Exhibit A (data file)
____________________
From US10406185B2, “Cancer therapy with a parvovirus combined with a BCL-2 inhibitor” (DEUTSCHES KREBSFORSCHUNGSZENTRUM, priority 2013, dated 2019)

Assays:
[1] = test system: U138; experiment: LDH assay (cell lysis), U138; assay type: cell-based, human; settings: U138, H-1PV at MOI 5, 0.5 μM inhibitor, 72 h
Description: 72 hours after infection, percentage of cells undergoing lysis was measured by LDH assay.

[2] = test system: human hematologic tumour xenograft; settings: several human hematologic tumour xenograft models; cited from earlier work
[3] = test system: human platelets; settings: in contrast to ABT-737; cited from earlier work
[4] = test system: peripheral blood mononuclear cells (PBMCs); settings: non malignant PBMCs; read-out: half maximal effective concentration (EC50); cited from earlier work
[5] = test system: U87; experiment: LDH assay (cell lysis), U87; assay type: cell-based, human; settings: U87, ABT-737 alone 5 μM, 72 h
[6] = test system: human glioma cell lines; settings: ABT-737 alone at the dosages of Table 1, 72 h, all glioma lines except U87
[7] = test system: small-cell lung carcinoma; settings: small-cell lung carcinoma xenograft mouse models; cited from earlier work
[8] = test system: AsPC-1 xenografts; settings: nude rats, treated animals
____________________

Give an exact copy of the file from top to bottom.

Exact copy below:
From US10406185B2, “Cancer therapy with a parvovirus combined with a BCL-2 inhibitor” (DEUTSCHES KREBSFORSCHUNGSZENTRUM, priority 2013, dated 2019)

Assays:
[1] = test system: U138; experiment: LDH assay (cell lysis), U138; assay type: cell-based, human; settings: U138, H-1PV at MOI 5, 0.5 μM inhibitor, 72 h
Description: 72 hours after infection, percentage of cells undergoing lysis was measured by LDH assay.

[2] = test system: human hematologic tumour xenograft; settings: several human hematologic tumour xenograft models; cited from earlier work
[3] = test system: human platelets; settings: in contrast to ABT-737; cited from earlier work
[4] = test system: peripheral blood mononuclear cells (PBMCs); settings: non malignant PBMCs; read-out: half maximal effective concentration (EC50); cited from earlier work
[5] = test system: U87; experiment: LDH assay (cell lysis), U87; assay type: cell-based, human; settings: U87, ABT-737 alone 5 μM, 72 h
[6] = test system: human glioma cell lines; settings: ABT-737 alone at the dosages of Table 1, 72 h, all glioma lines except U87
[7] = test system: small-cell lung carcinoma; settings: small-cell lung carcinoma xenograft mouse models; cited from earlier work
[8] = test system: AsPC-1 xenografts; settings: nude rats, treated animals